Gladiolus By The Numbers

Gladiolus plants are great for mixed borders, naturalized areas, and make for a strong vertical accent. They are impressive in large groups and provides long-lasting cut flowers.  But what I find most interesting about Gladiolus is how they are named. There are so many trade names for different varieties of Gladiolus. Names that describe their colors like pastel mix, expresso, green star, or purple flora. There are names for smaller dwarf varieties like “bambino,” and larger plants are designated by “giant” in their names.  Gladiolus can be described by their flower tepal shapes as being ruffled or smooth as well as the length of the flower spikes.  All these names are descriptive and pertain to some characteristic of the plant.

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Measure from tepal to tepal, we have a measurement of 2 3/4 inches. Therefore, the Gladiolus three-digit identifier is 254.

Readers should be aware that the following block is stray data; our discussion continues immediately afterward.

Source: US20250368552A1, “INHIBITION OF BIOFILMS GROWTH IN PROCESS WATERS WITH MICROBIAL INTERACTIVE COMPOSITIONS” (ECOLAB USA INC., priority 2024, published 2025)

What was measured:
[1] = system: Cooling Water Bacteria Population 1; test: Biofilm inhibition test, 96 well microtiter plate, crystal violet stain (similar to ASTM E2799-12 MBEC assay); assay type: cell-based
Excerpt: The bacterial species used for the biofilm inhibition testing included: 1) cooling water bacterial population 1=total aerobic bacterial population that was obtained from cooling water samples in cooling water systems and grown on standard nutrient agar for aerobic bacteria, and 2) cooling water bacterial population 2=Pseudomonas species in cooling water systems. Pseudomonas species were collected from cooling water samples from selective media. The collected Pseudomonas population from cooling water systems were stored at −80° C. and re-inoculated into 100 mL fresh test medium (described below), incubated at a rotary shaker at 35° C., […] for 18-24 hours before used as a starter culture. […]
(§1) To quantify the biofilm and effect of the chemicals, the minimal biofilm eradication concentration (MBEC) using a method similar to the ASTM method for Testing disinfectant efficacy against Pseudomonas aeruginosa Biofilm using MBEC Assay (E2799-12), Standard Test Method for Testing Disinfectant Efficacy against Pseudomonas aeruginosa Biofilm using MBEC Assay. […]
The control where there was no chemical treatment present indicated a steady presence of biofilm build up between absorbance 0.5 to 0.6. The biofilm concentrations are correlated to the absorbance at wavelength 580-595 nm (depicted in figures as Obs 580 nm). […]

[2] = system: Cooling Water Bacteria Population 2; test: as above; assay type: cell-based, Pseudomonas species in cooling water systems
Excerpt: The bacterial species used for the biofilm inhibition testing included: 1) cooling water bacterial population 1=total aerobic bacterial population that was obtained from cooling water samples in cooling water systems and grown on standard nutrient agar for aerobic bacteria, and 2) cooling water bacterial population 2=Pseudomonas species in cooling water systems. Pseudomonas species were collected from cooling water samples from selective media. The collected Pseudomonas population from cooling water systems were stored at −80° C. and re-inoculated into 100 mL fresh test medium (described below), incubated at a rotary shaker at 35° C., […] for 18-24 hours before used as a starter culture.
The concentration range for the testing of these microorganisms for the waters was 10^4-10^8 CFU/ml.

Biologists like to name and classify plants too. They use a more scientific approach that uses a hierarchal system.  In fact, Gladiolus is the scientific genus name for this plant. There are approximately 300 different species of Gladiolus that have been described by biologists. That’s a lot of variation for a garden plant.  Why are there so many different species?  Well, this plant can be easily crossed by growers to create new hybridized varieties.  New genetic combinations that gardeners are interested in like size, color, and tepal ruffling. These new hybridized plants will continue to grow asexually, their corms producing cormlets with identical characteristics.  It is because of this that growers needed a simple identification system to describe Gladiolus. They chose a numbering system base on flower size and color.   So let’s take a look at Gladiolus by the numbers.

The gladiolus numbering system uses three digits, and calculating your gladiolus number is easy.  You can give it a try, here’s how. The first digit is for flower size. Real simple, you need a ruler, hold the flower as flat as possible, and measure along the fullest part of the flower, from tepal to tepal.  Get your first digit from the table below.

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The second digit refers to the flower’s color and the last digit tells us something about color intensity. An odd number indicates a conspicuous mark or color contrast.

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